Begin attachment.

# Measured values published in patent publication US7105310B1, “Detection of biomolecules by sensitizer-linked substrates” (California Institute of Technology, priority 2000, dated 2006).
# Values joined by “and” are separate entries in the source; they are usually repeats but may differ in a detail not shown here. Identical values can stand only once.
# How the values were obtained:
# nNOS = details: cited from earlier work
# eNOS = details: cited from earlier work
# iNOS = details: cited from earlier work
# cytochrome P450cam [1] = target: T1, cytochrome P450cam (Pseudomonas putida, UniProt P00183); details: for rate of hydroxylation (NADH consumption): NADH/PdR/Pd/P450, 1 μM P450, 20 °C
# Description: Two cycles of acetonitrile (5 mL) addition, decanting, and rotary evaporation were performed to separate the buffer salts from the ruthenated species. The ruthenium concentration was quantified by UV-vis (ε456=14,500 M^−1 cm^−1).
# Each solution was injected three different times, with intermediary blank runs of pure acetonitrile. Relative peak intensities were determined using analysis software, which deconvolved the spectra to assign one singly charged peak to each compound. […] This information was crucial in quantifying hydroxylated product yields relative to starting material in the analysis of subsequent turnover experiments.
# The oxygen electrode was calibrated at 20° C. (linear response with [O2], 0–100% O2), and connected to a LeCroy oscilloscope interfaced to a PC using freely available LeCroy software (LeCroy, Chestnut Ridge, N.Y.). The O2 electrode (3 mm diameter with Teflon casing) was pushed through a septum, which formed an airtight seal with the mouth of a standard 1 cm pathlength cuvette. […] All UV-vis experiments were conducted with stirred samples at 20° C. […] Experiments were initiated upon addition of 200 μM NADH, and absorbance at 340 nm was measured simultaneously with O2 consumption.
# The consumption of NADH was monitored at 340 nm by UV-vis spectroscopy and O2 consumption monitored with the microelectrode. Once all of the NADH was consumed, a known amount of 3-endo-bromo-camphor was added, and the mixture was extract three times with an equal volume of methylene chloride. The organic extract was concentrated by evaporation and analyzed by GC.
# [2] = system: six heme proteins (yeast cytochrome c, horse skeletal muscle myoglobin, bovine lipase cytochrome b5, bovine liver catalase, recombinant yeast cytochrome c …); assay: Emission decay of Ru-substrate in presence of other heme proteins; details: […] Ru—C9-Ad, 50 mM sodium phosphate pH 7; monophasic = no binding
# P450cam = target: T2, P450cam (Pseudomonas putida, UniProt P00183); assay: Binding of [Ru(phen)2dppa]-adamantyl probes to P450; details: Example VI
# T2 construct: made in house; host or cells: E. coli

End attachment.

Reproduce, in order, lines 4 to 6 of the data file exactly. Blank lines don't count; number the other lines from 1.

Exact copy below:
# nNOS = details: cited from earlier work
# eNOS = details: cited from earlier work
# iNOS = details: cited from earlier work